Luis F. Álvarez
|Luis F. Alvarez|
|Born||Luis Fernández Alvarez
4 January 1853
Mallecina, Salas, Asturias, Spain
|Died||24 May 1937(aged 84)|
|This article does not cite any sources. (May 2014)|
Fernández was actually his principal surname (his father's surname), per Spanish naming customs. However, he is best known by his mother's surname, as in the English-speaking world the last name is the principal surname, although, again, this is contrary to Spanish naming customs. His American-born children and descendants took his last surname for that reason, as well, albeit without the diacritic.
Álvarez was born in a small village called Mallecina, Salas, Asturias. His father was Eugenio Fernández, who was in charge of the business and palace affairs in Madrid of Infante Francisco de Paula of Spain, a Spanish royal prince and the youngest son of the former king Carlos IV. He was orphaned at an early age: his mother died when he was three, and he lost his father at the age of seven. When he was 13, one of his brothers took him to Havana where he secured a good education. He learned to speak English fluently.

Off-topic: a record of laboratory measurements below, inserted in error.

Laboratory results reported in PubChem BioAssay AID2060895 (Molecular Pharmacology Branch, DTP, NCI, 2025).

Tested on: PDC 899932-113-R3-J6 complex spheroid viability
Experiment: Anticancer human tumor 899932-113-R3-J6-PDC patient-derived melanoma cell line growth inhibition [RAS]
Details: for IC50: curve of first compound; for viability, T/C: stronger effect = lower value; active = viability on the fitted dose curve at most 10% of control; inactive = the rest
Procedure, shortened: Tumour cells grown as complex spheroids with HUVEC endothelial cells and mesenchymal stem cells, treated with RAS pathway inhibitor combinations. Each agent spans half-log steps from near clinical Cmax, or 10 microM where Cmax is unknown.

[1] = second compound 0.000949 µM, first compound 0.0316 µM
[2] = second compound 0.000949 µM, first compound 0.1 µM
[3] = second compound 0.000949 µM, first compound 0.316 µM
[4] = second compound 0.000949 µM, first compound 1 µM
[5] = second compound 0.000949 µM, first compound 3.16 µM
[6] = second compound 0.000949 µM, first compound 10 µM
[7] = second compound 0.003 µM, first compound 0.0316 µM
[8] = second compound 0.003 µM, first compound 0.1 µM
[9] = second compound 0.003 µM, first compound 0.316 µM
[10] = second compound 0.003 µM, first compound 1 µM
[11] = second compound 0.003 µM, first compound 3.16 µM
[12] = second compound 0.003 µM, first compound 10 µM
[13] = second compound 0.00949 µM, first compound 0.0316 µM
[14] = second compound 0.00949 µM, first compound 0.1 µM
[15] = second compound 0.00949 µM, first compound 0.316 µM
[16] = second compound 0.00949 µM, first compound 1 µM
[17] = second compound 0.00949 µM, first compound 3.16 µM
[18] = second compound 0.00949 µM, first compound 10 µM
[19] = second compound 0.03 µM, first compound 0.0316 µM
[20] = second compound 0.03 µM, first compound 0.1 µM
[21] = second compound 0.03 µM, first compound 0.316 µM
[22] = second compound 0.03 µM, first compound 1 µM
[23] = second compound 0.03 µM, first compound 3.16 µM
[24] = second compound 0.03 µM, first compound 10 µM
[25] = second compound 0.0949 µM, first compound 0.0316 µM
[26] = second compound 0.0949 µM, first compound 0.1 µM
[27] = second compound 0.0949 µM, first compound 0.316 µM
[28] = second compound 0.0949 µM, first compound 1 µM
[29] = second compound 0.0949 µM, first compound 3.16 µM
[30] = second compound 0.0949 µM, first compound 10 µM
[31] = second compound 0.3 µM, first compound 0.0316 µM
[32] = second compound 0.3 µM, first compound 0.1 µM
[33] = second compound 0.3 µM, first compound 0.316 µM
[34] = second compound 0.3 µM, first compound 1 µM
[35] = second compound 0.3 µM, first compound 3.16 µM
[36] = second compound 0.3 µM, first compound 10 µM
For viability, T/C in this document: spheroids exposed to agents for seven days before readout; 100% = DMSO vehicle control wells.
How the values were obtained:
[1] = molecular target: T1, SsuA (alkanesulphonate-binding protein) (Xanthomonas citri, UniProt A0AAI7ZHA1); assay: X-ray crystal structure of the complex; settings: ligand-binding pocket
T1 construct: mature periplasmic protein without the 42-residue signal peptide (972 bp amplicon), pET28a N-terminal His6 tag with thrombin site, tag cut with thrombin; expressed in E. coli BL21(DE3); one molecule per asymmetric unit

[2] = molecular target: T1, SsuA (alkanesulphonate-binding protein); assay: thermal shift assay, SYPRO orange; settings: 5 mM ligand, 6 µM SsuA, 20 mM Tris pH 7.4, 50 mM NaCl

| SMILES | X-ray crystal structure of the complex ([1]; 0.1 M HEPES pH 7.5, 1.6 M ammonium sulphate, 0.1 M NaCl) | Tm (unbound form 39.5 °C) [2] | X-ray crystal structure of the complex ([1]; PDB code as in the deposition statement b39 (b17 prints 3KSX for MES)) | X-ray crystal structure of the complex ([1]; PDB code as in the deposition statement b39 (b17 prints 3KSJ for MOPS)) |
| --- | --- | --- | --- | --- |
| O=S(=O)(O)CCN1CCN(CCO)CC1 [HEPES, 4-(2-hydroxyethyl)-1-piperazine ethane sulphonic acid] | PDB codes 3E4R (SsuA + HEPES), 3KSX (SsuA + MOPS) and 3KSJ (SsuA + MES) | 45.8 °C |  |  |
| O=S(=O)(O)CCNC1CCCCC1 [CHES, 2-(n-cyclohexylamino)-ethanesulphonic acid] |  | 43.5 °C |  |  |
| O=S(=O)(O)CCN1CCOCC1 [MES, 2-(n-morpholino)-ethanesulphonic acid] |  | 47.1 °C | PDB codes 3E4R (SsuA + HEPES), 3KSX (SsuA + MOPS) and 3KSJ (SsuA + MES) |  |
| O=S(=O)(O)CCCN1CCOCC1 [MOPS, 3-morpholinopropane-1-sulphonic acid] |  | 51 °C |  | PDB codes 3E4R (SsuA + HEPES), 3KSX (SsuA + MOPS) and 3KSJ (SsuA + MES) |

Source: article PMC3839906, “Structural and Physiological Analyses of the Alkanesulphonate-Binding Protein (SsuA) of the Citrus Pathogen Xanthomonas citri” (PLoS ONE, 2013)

In 1878, he married Clementina Schutze and in 1887 graduated from Cooper Medical College (now Stanford University) with a medical degree. After practicing in San Francisco, he traveled to Hawaii as physician on the SS Australia. In Honolulu, he was asked by the government to stay and become a government physician. Álvarez quickly learned to speak the Hawaiian language.
In 1895, Álvarez resigned his position in Waialua to prepare himself for work as Superintendent of a new experimental hospital for the treatment of leprosy which was to be established in Kalihi, a suburb of Honolulu. In order to learn research bacteriology, Álvarez went — at his own expense — for six months of intensive study at Johns Hopkins University.
On his return, he developed a method for the better diagnosis of macular leprosy. With a small mouse-tooth forceps he would lift up a little piece of skin, snip it off with scissors, grind it into a fluid in a small glass mortar, and then stain the fluid for Hansen's bacilli. This method or a modification of it has been used ever since. Álvarez developed a serum by injecting Hansen's bacilli into horses. He used this on a number of Hansen's disease patients with encouraging results.
Two of Álvarez's children would rise to national prominence:
A grandson and great-grandson were well known:
- Luis Walter Alvarez, a physicist; Nobel Prize winner
- Walter Alvarez, Professor of Geology at the University of California, Berkeley